I think it's time to change the paradigm from acquiring the highest yielding assets and the lowest costing liabilities based solely on interest earned or cost of funds. We should instead focus on acquiring and serving baskets of the highest profit customers. Doing so will efficiently allocate resources, improve our profitability, and enhance our FIs value.

~ Jeff

Monday, September 03, 2012

Banker Quotes: As Told to Me v4

I learn a lot from bankers and industry experts as I visit their offices, speak to them on the phone or at industry events. Occasionally they will offer an insight that I think my Twitter followers would find interesting. Since I estimate my Twitter community only reads about 10% of their tweet stream, and so many of my blog readers do not follow Twitter, below are selected quotes that I tweeted since version 3.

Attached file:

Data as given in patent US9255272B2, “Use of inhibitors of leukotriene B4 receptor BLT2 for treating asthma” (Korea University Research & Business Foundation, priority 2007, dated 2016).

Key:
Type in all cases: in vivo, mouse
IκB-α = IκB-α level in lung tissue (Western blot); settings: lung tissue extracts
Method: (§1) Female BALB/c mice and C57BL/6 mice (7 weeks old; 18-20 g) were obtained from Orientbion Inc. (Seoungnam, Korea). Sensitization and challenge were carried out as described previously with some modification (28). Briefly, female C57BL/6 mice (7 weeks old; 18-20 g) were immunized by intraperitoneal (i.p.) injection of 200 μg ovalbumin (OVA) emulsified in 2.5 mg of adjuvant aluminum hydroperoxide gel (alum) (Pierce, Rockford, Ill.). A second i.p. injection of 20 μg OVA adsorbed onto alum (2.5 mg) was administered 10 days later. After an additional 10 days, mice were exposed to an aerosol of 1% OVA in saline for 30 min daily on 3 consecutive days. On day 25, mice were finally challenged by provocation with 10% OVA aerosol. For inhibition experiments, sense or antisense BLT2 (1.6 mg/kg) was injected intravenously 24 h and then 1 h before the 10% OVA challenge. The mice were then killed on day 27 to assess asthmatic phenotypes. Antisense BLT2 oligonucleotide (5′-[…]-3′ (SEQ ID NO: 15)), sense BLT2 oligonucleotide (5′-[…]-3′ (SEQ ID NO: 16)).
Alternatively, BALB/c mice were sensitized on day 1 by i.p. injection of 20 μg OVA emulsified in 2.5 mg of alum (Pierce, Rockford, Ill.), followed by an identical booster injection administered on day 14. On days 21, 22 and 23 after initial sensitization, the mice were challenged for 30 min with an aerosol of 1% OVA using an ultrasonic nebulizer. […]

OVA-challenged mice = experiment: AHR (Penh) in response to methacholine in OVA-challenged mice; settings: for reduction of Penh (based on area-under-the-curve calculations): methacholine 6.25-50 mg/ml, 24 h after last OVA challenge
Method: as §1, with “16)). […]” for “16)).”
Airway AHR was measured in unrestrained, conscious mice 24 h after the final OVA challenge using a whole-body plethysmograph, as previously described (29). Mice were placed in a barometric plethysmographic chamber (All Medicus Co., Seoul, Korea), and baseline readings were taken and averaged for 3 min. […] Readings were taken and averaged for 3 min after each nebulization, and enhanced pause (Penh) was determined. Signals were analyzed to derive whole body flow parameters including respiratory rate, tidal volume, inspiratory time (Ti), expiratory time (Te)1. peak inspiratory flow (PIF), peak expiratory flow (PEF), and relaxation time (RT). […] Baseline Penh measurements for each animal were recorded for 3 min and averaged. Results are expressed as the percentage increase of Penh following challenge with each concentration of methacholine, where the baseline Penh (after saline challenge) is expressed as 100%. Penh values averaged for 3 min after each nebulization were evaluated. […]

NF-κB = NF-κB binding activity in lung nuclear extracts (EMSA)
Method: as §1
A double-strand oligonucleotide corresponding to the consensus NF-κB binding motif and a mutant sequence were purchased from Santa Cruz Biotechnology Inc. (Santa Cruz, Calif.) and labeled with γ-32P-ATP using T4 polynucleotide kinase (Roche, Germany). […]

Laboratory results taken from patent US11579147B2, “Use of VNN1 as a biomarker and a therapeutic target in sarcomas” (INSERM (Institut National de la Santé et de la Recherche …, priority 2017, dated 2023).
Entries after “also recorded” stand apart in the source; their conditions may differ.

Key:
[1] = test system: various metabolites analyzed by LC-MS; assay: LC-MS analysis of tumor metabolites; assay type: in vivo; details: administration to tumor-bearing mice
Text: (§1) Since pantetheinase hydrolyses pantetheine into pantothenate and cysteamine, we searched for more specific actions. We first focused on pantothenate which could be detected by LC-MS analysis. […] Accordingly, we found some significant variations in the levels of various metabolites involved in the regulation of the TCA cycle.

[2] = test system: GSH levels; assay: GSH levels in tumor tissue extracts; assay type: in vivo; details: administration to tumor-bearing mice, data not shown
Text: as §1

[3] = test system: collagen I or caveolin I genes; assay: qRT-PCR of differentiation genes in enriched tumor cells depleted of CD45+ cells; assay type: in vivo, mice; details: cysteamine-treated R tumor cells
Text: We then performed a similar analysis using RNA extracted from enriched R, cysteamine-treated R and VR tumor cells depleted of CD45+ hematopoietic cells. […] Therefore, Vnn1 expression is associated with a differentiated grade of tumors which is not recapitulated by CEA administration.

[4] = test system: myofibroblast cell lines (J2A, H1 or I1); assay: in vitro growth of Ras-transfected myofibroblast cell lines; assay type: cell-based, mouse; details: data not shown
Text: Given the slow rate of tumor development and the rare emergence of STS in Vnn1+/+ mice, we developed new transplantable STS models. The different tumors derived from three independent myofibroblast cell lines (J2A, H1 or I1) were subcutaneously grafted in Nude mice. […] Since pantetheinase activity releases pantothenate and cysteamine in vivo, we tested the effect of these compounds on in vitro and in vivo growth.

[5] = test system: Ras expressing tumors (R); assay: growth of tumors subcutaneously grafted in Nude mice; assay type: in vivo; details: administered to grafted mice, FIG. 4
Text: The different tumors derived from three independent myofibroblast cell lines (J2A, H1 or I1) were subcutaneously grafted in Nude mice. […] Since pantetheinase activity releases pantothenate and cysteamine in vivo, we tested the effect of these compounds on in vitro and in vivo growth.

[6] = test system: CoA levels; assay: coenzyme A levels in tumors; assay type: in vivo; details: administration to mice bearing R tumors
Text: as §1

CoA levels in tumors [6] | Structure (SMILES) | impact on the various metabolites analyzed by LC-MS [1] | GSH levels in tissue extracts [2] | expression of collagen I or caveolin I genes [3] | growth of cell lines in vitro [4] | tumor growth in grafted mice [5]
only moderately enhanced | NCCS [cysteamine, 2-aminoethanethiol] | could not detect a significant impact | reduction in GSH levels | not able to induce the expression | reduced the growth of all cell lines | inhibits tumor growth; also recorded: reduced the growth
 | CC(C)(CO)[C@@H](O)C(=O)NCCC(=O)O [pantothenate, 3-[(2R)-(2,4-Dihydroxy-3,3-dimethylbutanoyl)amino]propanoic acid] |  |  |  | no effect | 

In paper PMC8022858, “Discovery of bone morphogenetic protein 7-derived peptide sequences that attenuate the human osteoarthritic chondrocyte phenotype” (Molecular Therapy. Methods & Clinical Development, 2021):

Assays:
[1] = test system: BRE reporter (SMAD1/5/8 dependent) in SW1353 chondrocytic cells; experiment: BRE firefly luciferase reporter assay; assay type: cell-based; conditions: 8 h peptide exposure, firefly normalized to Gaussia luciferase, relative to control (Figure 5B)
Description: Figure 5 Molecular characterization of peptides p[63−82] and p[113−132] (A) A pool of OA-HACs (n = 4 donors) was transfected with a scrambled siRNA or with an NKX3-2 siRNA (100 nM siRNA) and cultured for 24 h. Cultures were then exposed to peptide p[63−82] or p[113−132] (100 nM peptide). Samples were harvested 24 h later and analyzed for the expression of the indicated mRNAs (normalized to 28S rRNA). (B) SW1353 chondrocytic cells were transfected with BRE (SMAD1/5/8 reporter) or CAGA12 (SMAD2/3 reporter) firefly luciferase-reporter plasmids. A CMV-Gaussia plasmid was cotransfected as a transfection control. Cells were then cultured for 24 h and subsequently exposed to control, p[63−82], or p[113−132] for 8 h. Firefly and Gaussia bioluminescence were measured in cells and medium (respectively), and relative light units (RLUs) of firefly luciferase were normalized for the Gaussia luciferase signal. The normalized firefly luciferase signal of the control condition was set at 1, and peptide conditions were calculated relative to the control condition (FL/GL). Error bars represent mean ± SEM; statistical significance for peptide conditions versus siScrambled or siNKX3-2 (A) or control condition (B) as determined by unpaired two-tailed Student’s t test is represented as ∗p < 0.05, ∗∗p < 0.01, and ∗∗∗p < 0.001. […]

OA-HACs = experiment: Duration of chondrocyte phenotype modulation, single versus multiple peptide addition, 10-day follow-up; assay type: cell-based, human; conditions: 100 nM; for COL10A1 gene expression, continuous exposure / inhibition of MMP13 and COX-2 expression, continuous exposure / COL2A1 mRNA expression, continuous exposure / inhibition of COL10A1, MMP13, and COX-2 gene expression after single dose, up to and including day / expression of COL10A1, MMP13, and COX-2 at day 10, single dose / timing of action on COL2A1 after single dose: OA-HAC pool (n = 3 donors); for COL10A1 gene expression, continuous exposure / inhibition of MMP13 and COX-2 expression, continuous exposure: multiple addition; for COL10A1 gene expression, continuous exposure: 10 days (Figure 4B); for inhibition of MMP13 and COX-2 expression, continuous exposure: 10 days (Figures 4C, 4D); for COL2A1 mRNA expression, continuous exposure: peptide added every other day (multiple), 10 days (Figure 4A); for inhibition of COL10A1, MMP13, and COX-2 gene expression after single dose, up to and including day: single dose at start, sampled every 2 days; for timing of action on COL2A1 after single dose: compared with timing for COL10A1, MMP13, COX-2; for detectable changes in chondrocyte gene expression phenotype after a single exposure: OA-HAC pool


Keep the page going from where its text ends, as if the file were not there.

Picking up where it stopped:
Note that if the quotes exceeded 140 characters, I would have abbreviated or substituted some words to make them fit. So if you are a CPA and want to count, a few of the quotes may exceed the 140 here, but not on Twitter. I quote bankers anonymously to protect the innocent.

1. Bank Senior Lender on branch traffic: It's like groundhog day. They see the same people every week.

In addition to declining branch transactions, in-branch sales opportunities are pressured by the above reality.

2. ALCO Consultant: If your bank is making loans, forget about retail and fund with an FHLB advance.

Sad but true that the combination of operating expense and interest expense to generate retail deposits exceeds the cost of getting on the phone and calling your FHLB. But does it make your bank more valuable? In lieu of Hudson City Savings Bank sale price, I’m not so sure.

3. Me to bank credit consultant: What's the best leading indicator of a loan problem? Consultant: The borrower doesn't return your call.

How do you fit that square peg in your ERM round hole?

4. Bank chairman to me: It's difficult to have vision when you're fighting alligators.

This short-term thinking may be a key driver in future consolidation… community FIs with no vision for a sustainable future.

5. Bank chief credit officer relaying to me an OCC comment: "We haven't issued an asset quality upgrade in quite some time."